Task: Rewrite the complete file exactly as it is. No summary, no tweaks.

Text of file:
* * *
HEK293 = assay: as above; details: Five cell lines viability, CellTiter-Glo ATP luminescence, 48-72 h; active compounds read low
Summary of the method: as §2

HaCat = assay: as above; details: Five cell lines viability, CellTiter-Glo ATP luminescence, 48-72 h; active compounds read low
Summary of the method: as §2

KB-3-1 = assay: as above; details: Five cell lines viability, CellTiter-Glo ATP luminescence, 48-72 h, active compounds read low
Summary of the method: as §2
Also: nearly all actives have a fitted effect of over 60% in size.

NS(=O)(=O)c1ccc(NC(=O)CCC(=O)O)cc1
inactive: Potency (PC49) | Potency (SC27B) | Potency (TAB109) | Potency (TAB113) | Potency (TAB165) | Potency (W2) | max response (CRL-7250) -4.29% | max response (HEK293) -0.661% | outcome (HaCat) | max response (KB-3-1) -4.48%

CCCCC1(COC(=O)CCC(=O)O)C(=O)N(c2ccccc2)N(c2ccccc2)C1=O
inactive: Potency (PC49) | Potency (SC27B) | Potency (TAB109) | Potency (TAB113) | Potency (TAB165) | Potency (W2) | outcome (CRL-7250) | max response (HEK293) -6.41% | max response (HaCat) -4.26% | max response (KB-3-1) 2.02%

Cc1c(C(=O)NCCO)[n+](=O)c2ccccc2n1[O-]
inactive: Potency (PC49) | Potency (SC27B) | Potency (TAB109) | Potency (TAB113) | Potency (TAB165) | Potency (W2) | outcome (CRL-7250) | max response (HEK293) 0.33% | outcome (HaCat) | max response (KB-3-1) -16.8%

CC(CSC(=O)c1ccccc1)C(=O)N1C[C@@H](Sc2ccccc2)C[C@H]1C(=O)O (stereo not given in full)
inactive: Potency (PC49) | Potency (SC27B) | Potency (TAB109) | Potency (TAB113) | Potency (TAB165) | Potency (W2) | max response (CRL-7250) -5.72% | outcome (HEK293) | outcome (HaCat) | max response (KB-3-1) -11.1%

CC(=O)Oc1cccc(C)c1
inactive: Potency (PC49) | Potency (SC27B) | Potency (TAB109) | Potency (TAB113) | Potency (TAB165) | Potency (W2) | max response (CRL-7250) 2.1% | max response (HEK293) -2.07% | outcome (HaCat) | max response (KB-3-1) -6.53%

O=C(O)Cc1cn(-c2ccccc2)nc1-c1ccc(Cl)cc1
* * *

HEK293 = assay: as above; details: Five cell lines viability, CellTiter-Glo ATP luminescence, 48-72 h; active compounds read low
Summary of the method: as §2

HaCat = assay: as above; details: Five cell lines viability, CellTiter-Glo ATP luminescence, 48-72 h; active compounds read low
Summary of the method: as §2

KB-3-1 = assay: as above; details: Five cell lines viability, CellTiter-Glo ATP luminescence, 48-72 h, active compounds read low
Summary of the method: as §2
Also: nearly all actives have a fitted effect of over 60% in size.

NS(=O)(=O)c1ccc(NC(=O)CCC(=O)O)cc1
inactive: Potency (PC49) | Potency (SC27B) | Potency (TAB109) | Potency (TAB113) | Potency (TAB165) | Potency (W2) | max response (CRL-7250) -4.29% | max response (HEK293) -0.661% | outcome (HaCat) | max response (KB-3-1) -4.48%

CCCCC1(COC(=O)CCC(=O)O)C(=O)N(c2ccccc2)N(c2ccccc2)C1=O
inactive: Potency (PC49) | Potency (SC27B) | Potency (TAB109) | Potency (TAB113) | Potency (TAB165) | Potency (W2) | outcome (CRL-7250) | max response (HEK293) -6.41% | max response (HaCat) -4.26% | max response (KB-3-1) 2.02%

Cc1c(C(=O)NCCO)[n+](=O)c2ccccc2n1[O-]
inactive: Potency (PC49) | Potency (SC27B) | Potency (TAB109) | Potency (TAB113) | Potency (TAB165) | Potency (W2) | outcome (CRL-7250) | max response (HEK293) 0.33% | outcome (HaCat) | max response (KB-3-1) -16.8%

CC(CSC(=O)c1ccccc1)C(=O)N1C[C@@H](Sc2ccccc2)C[C@H]1C(=O)O (stereo not given in full)
inactive: Potency (PC49) | Potency (SC27B) | Potency (TAB109) | Potency (TAB113) | Potency (TAB165) | Potency (W2) | max response (CRL-7250) -5.72% | outcome (HEK293) | outcome (HaCat) | max response (KB-3-1) -11.1%

CC(=O)Oc1cccc(C)c1
inactive: Potency (PC49) | Potency (SC27B) | Potency (TAB109) | Potency (TAB113) | Potency (TAB165) | Potency (W2) | max response (CRL-7250) 2.1% | max response (HEK293) -2.07% | outcome (HaCat) | max response (KB-3-1) -6.53%

O=C(O)Cc1cn(-c2ccccc2)nc1-c1ccc(Cl)cc1